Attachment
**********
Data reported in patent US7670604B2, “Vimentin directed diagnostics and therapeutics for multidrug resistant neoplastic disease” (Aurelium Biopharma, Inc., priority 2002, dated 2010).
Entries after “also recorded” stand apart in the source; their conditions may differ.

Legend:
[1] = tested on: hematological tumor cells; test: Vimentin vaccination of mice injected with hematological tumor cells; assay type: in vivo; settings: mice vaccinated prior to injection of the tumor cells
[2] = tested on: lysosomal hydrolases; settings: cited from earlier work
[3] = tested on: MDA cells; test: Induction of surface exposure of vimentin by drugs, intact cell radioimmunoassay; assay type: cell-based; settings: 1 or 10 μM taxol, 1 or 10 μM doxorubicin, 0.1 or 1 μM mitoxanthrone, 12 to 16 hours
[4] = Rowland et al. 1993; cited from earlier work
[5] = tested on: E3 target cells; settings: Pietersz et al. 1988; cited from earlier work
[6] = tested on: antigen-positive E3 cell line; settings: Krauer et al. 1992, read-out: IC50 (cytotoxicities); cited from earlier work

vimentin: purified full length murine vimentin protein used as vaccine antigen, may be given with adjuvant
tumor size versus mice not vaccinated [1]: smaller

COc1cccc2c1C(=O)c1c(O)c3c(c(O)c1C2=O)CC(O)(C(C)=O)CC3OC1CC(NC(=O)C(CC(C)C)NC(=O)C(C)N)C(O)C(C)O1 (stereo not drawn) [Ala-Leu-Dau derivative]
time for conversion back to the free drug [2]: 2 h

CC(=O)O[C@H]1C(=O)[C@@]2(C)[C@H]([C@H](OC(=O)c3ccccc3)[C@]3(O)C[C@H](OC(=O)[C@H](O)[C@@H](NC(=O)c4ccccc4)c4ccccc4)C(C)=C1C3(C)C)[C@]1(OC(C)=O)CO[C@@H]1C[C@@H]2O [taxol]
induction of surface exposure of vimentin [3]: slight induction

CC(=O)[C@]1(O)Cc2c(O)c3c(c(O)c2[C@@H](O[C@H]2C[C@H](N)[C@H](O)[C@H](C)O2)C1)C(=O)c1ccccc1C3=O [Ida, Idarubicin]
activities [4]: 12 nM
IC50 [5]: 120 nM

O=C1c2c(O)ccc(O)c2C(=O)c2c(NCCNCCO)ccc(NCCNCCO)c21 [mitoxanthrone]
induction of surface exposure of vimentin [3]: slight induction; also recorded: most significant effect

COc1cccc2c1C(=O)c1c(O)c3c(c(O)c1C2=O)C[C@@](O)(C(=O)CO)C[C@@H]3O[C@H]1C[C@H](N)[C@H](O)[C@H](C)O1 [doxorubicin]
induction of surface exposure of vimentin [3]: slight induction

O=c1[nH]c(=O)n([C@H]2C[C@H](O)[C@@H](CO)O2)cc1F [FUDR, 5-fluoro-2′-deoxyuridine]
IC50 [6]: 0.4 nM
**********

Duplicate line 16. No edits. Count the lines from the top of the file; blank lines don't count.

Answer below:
CC(=O)[C@]1(O)Cc2c(O)c3c(c(O)c2[C@@H](O[C@H]2C[C@H](N)[C@H](O)[C@H](C)O2)C1)C(=O)c1ccccc1C3=O [Ida, Idarubicin]